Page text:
The Internet is up in arms about a book that aims to teach young children about gun rights, but the authors are standing by their work.
The book, My Parents Open Carry, follows 13-year-old Brenna Strong and her parents as they run errands together -- with their firearm in tow. Brenna's parents visibly carry a handgun with them "for self-defense," reads a blurb on the book's website, which also describes the fictional family as "standing up for their 2nd Amendment rights by open carrying and bringing gun ownership out of the closet and into the mainstream."
According to OpenCarry.org, 44 states allow handgun owners to carry their weapon in plain sight while in public. Fourteen of those states require a permit, but 30 don't. Six states prohibit the practice of open carry altogether.
Published back in 2011, My Parents Open Carry caught a new wave of attention this week, including a shout-out on "The Colbert Report." It is the first book by Brian Jeffs and Nathan Nephew, co-founders of Michigan Open Carry, an advocacy group for gun owners. On the book's website, the authors say they conceived of the idea after noticing a dearth of pro-gun literature for kids. In an interview with The Huffington Post, Jeffs said he felt a children's book would help families start a discussion about gun rights and the Second Amendment.
"The idea was to develop a way to answer questions about [open carry] and I thought a good way to do that was a day in the life of someone that open carries. It was a nice platform for the main characters to interact with people that have questions, much like what we experienced in real life," said Jeffs.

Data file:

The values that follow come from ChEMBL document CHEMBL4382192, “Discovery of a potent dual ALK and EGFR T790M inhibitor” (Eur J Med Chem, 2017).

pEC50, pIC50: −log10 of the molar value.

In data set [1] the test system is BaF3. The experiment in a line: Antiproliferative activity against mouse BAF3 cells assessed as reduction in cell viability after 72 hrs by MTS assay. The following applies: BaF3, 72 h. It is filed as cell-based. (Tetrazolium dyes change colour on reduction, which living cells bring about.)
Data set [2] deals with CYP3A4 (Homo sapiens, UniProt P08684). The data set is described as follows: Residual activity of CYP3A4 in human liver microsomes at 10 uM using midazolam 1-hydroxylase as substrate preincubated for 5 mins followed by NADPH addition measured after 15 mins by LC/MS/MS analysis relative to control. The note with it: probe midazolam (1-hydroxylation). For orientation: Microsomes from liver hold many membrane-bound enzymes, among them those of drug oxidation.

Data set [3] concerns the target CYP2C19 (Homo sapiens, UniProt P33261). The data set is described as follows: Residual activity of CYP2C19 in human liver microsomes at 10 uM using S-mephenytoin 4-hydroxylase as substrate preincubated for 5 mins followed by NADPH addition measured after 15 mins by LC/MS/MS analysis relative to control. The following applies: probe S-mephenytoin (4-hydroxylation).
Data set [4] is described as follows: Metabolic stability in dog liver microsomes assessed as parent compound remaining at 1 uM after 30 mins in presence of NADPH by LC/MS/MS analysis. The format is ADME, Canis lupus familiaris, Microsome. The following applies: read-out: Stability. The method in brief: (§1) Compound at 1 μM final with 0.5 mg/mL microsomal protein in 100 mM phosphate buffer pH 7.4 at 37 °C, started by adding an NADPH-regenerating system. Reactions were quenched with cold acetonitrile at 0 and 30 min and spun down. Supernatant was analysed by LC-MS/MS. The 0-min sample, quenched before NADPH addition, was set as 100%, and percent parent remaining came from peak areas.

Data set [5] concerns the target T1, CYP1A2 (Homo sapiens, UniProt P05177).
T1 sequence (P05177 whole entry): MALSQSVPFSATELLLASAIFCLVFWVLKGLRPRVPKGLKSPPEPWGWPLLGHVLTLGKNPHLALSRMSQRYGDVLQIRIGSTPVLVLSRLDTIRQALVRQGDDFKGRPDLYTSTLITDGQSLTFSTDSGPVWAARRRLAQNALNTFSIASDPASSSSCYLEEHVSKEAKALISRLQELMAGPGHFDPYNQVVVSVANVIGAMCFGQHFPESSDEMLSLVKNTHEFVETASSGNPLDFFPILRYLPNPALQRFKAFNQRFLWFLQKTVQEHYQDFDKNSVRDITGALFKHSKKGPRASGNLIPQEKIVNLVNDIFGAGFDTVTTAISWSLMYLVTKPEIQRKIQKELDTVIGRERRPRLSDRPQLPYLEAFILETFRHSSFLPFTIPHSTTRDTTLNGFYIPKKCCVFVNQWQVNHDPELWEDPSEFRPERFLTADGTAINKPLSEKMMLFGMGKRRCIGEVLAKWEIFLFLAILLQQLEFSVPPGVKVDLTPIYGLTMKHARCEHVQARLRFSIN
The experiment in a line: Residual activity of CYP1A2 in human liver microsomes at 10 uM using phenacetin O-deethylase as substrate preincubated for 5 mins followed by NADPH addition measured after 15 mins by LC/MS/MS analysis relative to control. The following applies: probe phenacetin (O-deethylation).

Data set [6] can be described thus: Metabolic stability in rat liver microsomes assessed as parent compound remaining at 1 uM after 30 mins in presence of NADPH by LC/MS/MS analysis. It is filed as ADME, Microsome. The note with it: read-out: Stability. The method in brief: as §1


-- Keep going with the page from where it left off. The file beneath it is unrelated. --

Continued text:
He added that the book is intended to be educational and that it covers four of the basic rules of gun safety:
1. Treat every firearm as if it's loaded.
2. Never point a firearm at anything you are not willing to destroy.
3. Always be sure of your target and what is beyond it.
4. Keep your finger off the trigger until you are on target and ready to fire.
Twitter users, however, don't seem keen on the educational potential Jeffs touts.
Amazon users have taken the opportunity to post tongue-in-cheek reviews of the book. Here's a standout review:
After saying our prayers to Jesus and Charlton Heston, I sat on the edge of my kids bed to read them this book, when I shifted my position and accidentally set off my 9mil that was strapped to my hip, shooting myself in the thigh. This wouldn't have been so bad, flesh wounds happen, other than the fact that I hit an artery and started spurting blood all over my kids Ted Nugent and Sarah Palin sheets.
Jeffs seems to be tuning out the outrage. "We think most of the criticism is by people that are anti-gun, and no matter what the story line, if it is pro-gun they'll hate it. It’s a controversial book; we get that, so we expected a certain push back," he told HuffPost.
When asked his opinion on statistics about gun-related fatalities and injuries in the U.S., Jeffs merely said that "lawful firearm owners are not the enemy."
However, according to a 2013 analysis of firearm data conducted by The New York Times, roughly half of children's accidental firearm deaths occur at home. In addition, a recent study from the Yale School Of Medicine says guns kill or hospitalize 10,000 American children each year.
What are your thoughts on this book? Share your opinion in the comments, or tweet us at @HuffPostParents.